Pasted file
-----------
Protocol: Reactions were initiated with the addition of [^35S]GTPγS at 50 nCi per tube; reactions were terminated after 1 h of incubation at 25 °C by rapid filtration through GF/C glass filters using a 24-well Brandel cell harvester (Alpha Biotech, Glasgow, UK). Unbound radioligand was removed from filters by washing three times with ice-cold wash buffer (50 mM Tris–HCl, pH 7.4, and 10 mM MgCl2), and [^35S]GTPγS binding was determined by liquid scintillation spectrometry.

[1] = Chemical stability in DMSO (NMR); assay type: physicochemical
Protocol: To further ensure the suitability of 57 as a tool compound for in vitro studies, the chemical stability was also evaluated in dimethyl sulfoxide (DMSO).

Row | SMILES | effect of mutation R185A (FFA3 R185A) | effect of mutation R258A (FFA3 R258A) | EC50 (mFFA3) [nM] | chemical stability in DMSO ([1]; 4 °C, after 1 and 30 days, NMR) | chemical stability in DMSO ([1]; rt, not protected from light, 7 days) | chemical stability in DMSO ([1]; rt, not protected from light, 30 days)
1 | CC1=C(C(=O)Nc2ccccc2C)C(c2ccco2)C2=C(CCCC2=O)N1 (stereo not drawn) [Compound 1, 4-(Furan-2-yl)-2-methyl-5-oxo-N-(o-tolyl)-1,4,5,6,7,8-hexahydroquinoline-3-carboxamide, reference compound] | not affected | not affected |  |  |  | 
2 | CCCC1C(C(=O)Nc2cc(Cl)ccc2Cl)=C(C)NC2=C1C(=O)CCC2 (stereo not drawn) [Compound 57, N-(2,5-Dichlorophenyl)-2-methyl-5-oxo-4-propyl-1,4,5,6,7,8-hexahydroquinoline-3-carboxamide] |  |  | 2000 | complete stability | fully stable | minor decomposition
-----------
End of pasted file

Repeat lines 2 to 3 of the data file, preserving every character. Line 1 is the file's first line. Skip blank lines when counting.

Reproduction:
[1] = Chemical stability in DMSO (NMR); assay type: physicochemical
Protocol: To further ensure the suitability of 57 as a tool compound for in vitro studies, the chemical stability was also evaluated in dimethyl sulfoxide (DMSO).